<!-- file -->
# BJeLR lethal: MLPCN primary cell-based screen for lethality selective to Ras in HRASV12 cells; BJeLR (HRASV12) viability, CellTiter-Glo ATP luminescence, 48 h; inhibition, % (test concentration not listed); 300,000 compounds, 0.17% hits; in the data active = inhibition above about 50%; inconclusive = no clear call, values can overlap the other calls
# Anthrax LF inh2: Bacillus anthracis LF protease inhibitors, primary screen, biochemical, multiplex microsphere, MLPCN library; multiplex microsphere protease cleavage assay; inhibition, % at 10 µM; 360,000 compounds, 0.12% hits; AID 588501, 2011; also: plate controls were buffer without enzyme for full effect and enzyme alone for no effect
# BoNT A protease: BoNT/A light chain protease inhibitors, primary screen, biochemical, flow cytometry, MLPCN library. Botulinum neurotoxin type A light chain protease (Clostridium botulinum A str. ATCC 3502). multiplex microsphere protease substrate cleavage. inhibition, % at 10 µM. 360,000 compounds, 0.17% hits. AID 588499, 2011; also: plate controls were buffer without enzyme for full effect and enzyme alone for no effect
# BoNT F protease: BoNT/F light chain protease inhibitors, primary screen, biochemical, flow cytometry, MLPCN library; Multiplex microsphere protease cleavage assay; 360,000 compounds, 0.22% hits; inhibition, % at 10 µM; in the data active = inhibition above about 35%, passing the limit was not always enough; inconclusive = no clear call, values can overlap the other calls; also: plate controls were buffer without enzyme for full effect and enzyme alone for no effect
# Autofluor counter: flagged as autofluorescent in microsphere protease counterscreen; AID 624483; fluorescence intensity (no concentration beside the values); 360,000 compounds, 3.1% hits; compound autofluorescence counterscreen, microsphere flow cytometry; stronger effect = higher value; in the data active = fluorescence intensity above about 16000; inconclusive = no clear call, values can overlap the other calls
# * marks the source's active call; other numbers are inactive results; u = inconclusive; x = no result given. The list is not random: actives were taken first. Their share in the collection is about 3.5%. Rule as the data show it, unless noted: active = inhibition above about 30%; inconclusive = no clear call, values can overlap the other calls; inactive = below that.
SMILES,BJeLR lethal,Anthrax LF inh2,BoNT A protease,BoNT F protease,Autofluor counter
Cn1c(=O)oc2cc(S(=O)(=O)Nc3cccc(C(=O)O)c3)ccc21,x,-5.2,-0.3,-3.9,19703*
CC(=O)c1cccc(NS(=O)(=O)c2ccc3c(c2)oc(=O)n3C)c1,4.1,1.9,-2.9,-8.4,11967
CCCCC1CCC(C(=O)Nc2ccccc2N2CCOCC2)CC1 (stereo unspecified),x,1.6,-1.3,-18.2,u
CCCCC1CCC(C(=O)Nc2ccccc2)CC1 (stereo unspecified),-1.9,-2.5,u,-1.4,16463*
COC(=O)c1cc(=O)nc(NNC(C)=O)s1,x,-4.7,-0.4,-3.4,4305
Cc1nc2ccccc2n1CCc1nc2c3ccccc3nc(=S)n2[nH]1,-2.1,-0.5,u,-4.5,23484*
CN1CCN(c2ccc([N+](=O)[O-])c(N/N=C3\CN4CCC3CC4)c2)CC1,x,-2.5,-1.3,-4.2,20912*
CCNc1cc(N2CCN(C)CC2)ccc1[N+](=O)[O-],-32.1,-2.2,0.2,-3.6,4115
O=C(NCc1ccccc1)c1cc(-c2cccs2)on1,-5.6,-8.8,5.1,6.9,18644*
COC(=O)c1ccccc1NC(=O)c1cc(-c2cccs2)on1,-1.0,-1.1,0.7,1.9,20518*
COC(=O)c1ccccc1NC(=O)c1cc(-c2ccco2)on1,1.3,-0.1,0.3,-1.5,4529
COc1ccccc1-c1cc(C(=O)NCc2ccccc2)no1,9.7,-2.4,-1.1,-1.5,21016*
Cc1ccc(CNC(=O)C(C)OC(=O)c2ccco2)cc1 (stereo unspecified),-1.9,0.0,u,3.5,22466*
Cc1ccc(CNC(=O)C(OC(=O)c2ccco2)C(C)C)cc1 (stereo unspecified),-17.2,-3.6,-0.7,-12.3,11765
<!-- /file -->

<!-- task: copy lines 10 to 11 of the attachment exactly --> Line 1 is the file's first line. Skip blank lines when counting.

CCCCC1CCC(C(=O)Nc2ccccc2N2CCOCC2)CC1 (stereo unspecified),x,1.6,-1.3,-18.2,u
CCCCC1CCC(C(=O)Nc2ccccc2)CC1 (stereo unspecified),-1.9,-2.5,u,-1.4,16463*